Is clear communication about the words or is it about good layout? It’s both.
Choosing the right words to explain a concept is a great start. Problem is, the wrong typeface could make it difficult to read. Similarly, a chaotic layout can make it hard for the readers to understand the information.
That’s why readability and legibility are often used as criteria for clear communication.
Readability is the bigger picture. It’s about presentation of your information. How easy it is to understand and read.. If people don’t understand what you mean, information can just be a jumble of letters.
The way information is presented directly affects readability. Margins, type size, line length, the space between lines and the colours chosen all impact how easily – and quickly – the information can be absorbed.
Legibility is about the detail, and often centres around the typeface selection.
It’s not a black and white science. Most people agree that a doctor’s handwriting is hard to read, but it’s not as easy to agree which typefaces are ‘difficult to read’.
One feature of an ‘easy to read’ typeface is that it is easy to differentiate one letter from another. The typeface design ensures letters don’t run together in a blur. Nor are they so decorative it makes identification of letters, and words, difficult.
That said, ease of reading does include a degree of psychology.
Research has found that people read best what they read most often. For example, members of the public who read a printed copy of the The New Yorker every morning of their life, will find the newspaper’s typeface of choice so easy to read they no longer notice it. Adversely, a person who struggled to learn French using a textbook set in a sans serif, will often struggle to read anything set in sans serif for years to come. It’s about their frustration to comprehend the information.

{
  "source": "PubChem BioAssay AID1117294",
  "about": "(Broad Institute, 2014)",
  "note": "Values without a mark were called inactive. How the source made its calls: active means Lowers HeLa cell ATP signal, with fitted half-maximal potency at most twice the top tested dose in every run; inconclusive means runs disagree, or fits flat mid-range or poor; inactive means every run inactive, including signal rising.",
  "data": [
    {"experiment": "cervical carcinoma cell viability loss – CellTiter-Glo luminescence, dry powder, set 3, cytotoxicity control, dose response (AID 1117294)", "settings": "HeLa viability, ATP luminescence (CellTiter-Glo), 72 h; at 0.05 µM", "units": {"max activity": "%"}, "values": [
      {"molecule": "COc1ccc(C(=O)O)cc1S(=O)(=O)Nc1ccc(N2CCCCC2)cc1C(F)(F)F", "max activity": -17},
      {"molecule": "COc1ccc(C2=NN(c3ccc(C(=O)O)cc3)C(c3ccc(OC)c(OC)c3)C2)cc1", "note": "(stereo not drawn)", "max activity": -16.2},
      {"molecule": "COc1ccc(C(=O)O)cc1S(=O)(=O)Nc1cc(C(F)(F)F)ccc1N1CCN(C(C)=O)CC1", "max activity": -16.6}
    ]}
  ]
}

Legibility and readability are equally as important because when we make information hard to access, readers often just simply give up, or worse still, their understanding of the information is compromised. That’s not good for them and nor is it good for the company distributing the information.
That’s why we’re launching the Clear Communication Awards. We want to publicly acknowledge creators and organisations producing information that works. Great design and great writing focussed on helping people understand the information they need. If you have a great project that you think should be acknowledged, apply.
About the awards
If you haven’t heard of the Clear Communication Awards – which wouldn’t be a surprise, as we are only launching them this week – the awards are a joint project of myself, Joh Kirby and Carolyn Alexander. They acknowledge information projects that combine excellence in design, communication and plain language. Because everyone benefits from being able to find the information that they need more easily.
The awards open in June 2019.
We’re releasing information regularly. Subscribe to our mailing list or follow our Clear Communication Awards page on LinkedIn to receive updates on categories, judges and lots of information on clear communication.
Carol is a designer and co-founder of the Design Business Council, an organisation founded to promote excellence in design and its role in a successful and sustainable business. Prior to the DBC, Carol co-founded and managed a successful graphic design studio: Mackay Branson design.
Her design career focussed on helping the financial, legal, insurance, superannuation and service sectors use design to add clarity to their often complex message. She now uses the same skills to help business understand design, and designers understand business.